Here we go again with Confessions of a Comics Shop Junkie, in which I opine on various recently released publications of the sequential graphic nature, some of which may be sitting on the rack at a comics shop, or awaiting the click of a button on some online merchant’s web page, near you. If you’re lucky. Or not, as the case may be.

Script: Evan Dorkin, Mike Mignola; Art: Jill Thompson
Dark Horse Comics, $3.99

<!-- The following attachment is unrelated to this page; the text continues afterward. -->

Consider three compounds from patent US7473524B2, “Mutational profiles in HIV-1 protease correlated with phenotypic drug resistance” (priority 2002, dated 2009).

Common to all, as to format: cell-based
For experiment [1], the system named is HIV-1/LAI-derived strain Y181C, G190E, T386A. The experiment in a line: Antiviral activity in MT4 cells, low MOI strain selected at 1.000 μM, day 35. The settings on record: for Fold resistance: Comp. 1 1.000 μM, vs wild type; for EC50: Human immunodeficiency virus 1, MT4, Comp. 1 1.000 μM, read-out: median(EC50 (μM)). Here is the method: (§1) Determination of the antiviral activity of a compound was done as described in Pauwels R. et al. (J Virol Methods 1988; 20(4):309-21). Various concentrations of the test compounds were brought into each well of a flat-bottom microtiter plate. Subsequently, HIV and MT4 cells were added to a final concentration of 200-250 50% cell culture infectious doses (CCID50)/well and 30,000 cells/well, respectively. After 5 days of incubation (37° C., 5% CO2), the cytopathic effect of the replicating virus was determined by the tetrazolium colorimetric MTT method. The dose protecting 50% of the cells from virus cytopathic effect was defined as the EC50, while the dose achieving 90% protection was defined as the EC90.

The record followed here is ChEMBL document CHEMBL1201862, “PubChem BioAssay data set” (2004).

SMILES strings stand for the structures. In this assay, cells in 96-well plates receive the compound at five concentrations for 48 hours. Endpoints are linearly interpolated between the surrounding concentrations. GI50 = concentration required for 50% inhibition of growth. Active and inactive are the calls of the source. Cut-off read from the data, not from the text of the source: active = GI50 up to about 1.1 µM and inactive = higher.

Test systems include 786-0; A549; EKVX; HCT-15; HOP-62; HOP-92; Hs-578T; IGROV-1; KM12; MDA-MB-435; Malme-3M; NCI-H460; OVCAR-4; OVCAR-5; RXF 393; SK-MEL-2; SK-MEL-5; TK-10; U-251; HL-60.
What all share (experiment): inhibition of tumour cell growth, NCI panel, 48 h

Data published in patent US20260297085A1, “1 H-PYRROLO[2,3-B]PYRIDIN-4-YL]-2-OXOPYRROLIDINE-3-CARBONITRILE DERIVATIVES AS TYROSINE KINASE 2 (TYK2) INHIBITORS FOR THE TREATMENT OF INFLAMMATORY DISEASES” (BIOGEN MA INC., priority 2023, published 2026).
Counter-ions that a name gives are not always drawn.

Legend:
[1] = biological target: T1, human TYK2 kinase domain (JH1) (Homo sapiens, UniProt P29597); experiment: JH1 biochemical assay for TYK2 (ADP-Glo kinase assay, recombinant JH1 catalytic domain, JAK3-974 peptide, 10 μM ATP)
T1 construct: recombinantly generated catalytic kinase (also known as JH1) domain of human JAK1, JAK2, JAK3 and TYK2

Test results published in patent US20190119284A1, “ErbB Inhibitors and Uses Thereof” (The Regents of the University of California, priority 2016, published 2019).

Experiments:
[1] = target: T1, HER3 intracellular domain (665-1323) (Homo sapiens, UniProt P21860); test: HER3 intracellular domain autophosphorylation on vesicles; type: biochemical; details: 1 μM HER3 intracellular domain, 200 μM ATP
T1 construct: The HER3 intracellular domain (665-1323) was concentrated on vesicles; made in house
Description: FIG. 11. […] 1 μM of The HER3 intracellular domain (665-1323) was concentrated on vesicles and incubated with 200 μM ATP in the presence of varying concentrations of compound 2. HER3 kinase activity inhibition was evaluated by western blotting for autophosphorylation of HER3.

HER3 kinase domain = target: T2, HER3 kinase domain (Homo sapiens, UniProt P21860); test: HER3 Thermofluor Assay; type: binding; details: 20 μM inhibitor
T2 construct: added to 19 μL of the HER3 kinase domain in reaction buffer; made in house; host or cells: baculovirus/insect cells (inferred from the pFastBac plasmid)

Gotta hand it to Mike Mignola; his creation Hellboy has that Batman-like ability to work well no matter who the heck you team him up with; I have no doubt that you could team the big red guy up with Little Dot and it would work (which is actually, now that I think of it, not the case for Batman). There for a while, Dark Horse was maximizing his potential by having HB team up, Wolverine-like, with an assortment of then-current Dark Horse properties such as Ghost and Madman, and eventually branched out by loaning him to DC to fight giant Lovecraftian snails and of course Nazis with Batman (hey!) and the Jack Knight Starman. It’s been a while since Mignola has deigned to pair up his creation with other characters; and fortunately for us he’s chosen to spotlight a very deserving title which hasn’t had half the profile of Hellboy and the B.P.R.D.: Evan Dorkin and Jill Thompson’s dog and cat Scooby gang, the Beasts of Burden, fresh from last year’s 4-issue limited series. Dorkin’s scenario has H.B. fighting a vampire in Pennsylvania Amish country; after dispatching the monster, he notices a dog trying to get his attention. He follows him into the woods, where he helps the Beasts get to the bottom of a supernatural menace in the woods (a callback to a previous BoB story which I think I missed). Evan does a great job with the back-and-forth between the principals and their individual personalities, especially the relationship between H.B. and the BoB’s resident wiseguy Pug, with a dialogue assist by Mignola himself; how ironic that once upon a time, Mignola employed none other than John Byrne, of all people, to write his Hellboy dialogue for him. Anyway, this is a nicely constructed story, equal parts exciting and engrossing and once again proving that Evan, one of the best humor writers in the industry today, also knows how to tug the old heartstrings a fair amount as well. As good as Dorkin and Mignola are, though, the star of this show (as she tends to be wherever she turns up) is Thompson’s gorgeous watercolors- she’s capable of going from evocative pastoral to moody subterranean with aplomb, and doesn’t let her figure work suffer either; her Hellboy is right up there with anyone’s, and the Beasts are wonderfully expressive. Well, there was one panel in which Hellboy’s facial expression didn’t quite fit the action being depicted, but that’s about as negative as I can get this time around. She can do playful when necessary, and grim other times; I’d say that Dorkin’s dramatics wouldn’t be quite as effective without her sympathetic touch. I suppose the rationale is to provide a spotlight for the relatively new Beasts franchise, because Dark Horse has no heavier hitter on its roster. I hope this very well-done one-shot will whet people’s appetite for the next Beasts project; as one of the already-converted, I hope it comes along soon.